Thinking about entering HVAC as a career? That could be a smart decision. HVAC stands for heating, ventilation, and air conditioning, and it's a field that offers a wide range of career possibilities. Nearly every building requires HVAC components, and those components require regular maintenance and upkeep. That means there's an endless level of demand for HVAC services.
However, HVAC is also a highly specialized field. You'll be working with expensive equipment and sometimes even dangerous chemicals. That means you'll need specialized training before you can get to work. There are generally three different paths you can take before you begin your career as a full-fledged HVAC technician. Below are descriptions of each path and how it may be right for you:
Trade school. Perhaps the fastest way to start your HVAC career is to go to trade school. These programs can often be completed in a year or less, and they give you the foundation skills and knowledge you need to start your career. You'll have to pay tuition, but it likely won't cost as much as full associate's or bachelor degree.
Keep in mind, though, that many employers won't hire you as a full HVAC tech until you get some experience under your belt. Trade school will help you get in the door, but you may have to put in a few months of work after you graduate before you are paid as a full technician. However, if you're looking to start your career as soon as possible, this could be the fastest and most effective route.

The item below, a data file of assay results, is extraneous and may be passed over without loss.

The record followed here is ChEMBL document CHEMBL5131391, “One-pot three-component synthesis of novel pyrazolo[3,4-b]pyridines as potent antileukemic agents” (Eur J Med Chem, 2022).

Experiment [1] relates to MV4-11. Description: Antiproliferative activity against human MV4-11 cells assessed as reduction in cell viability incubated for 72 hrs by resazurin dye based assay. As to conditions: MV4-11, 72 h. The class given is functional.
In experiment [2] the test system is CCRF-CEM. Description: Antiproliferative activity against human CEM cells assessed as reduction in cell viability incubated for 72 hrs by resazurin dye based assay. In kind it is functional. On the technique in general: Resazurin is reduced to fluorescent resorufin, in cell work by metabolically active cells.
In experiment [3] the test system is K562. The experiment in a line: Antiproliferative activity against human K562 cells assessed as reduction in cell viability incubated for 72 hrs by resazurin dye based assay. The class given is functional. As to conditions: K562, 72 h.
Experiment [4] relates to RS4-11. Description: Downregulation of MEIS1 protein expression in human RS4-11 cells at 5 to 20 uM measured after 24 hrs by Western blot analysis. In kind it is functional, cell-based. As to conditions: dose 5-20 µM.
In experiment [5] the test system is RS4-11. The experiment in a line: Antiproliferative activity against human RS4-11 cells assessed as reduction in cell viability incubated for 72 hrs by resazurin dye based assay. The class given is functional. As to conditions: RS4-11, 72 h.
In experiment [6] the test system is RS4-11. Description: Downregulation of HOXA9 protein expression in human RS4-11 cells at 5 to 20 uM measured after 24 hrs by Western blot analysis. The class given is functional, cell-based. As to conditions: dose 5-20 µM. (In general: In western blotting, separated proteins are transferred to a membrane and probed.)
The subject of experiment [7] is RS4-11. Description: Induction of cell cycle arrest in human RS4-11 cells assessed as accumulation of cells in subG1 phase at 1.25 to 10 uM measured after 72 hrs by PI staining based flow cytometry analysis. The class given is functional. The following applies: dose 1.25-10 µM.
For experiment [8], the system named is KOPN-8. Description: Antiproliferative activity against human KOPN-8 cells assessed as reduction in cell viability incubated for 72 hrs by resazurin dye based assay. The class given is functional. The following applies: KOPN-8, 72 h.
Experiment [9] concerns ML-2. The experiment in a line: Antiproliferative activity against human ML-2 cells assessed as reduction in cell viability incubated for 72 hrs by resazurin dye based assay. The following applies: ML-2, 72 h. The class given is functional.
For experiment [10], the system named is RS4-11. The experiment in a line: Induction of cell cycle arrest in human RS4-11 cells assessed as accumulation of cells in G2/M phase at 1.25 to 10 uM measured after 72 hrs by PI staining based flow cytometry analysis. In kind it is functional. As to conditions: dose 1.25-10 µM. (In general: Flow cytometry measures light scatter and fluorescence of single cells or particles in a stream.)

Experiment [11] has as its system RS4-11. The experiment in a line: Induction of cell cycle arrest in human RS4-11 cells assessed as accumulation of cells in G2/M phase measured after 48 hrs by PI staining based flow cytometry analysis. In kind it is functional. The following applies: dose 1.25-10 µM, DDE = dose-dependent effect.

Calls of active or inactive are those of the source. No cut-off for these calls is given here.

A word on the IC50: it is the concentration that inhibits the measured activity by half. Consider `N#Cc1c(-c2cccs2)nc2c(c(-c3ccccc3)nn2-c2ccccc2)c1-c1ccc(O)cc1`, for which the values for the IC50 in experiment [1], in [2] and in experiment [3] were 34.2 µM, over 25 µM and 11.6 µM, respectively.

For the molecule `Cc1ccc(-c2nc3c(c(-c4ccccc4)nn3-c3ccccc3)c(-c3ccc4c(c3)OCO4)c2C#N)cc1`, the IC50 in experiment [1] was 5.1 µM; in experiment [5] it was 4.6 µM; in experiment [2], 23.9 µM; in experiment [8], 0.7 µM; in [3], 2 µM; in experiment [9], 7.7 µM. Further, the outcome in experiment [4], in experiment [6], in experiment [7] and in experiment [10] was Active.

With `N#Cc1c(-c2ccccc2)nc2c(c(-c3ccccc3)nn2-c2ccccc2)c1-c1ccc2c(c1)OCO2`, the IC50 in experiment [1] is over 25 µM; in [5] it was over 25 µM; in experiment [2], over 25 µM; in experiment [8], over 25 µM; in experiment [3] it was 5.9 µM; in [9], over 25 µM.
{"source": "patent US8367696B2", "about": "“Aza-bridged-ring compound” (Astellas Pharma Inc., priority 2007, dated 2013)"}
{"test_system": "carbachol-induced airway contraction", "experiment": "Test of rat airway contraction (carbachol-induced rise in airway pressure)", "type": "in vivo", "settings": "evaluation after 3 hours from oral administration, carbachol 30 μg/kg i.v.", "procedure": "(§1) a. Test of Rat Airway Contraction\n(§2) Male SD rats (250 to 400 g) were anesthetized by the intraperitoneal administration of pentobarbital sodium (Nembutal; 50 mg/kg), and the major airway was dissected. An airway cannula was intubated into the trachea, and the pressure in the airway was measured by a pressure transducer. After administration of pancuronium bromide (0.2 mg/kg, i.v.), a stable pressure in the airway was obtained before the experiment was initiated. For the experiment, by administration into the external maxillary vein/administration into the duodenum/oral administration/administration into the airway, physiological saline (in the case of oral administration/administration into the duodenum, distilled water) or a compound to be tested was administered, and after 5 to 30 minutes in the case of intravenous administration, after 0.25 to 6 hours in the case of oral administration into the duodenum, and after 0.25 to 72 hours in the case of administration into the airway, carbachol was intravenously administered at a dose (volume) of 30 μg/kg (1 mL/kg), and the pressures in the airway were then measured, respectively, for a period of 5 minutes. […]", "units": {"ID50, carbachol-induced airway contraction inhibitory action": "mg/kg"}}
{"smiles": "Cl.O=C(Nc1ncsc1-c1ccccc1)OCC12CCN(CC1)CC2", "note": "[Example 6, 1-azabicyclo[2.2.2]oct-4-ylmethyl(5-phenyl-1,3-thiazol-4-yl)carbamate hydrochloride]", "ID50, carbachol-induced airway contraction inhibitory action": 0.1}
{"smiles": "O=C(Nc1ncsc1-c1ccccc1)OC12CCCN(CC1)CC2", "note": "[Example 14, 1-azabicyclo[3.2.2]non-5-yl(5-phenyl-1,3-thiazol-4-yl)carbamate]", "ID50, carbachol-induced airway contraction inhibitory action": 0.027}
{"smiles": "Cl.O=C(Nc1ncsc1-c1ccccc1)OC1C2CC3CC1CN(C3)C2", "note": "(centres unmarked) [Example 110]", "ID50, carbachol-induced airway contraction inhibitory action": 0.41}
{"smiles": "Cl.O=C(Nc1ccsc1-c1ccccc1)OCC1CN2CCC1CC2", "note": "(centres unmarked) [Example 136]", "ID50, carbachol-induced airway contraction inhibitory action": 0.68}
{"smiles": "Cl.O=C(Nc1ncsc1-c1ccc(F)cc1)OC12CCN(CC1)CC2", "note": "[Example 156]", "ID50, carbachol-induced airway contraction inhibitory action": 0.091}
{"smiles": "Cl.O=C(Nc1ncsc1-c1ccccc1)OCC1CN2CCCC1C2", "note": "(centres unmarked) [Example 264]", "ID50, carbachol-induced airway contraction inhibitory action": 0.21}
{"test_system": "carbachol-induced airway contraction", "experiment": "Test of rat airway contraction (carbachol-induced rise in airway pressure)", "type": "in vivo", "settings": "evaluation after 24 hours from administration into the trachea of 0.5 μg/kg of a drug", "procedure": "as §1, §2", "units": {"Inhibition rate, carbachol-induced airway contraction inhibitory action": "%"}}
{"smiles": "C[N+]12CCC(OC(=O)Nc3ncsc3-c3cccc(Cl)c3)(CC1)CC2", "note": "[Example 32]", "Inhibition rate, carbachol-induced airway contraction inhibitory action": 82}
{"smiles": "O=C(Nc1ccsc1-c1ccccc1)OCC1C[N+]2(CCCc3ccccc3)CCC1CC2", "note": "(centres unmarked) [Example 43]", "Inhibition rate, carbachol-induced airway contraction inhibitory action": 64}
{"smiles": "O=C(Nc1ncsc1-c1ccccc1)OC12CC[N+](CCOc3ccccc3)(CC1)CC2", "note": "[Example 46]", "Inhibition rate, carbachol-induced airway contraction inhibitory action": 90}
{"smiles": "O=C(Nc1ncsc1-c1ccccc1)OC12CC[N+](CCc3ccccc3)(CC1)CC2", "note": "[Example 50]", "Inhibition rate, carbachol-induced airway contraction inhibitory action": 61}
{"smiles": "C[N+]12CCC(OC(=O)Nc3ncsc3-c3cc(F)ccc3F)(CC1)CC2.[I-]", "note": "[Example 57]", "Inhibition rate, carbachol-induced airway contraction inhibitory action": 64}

Degree program. There are also a growing number of schools that offer associate and even bachelors degree programs in HVAC. These programs usually take several years to complete and may cost significantly more than a trade school HVAC maintenance training program. The benefit to a degree program is that it gives you a deeper understanding of HVAC and may even allow you to specialize in specific areas, such as commercial HVAC. That could help you enter your career at a higher income level.
Apprenticeship. Many trade organizations offer apprenticeship programs. That means you're sponsored and placed with a local HVAC company. During your apprenticeship, you mix work and classroom studies. Most apprenticeships last over a year. While they are usually paid positions, expect your wages to be significantly lower than that of a full technician. After you complete the apprenticeship, you may be eligible for employment as a full HVAC tech. An apprenticeship is a great option if you want to enter HVAC but need to earn income from the beginning.
Ready to start your HVAC career? Look into training programs in your area and talk to the admissions counselors. They can help you decide on the right course for you.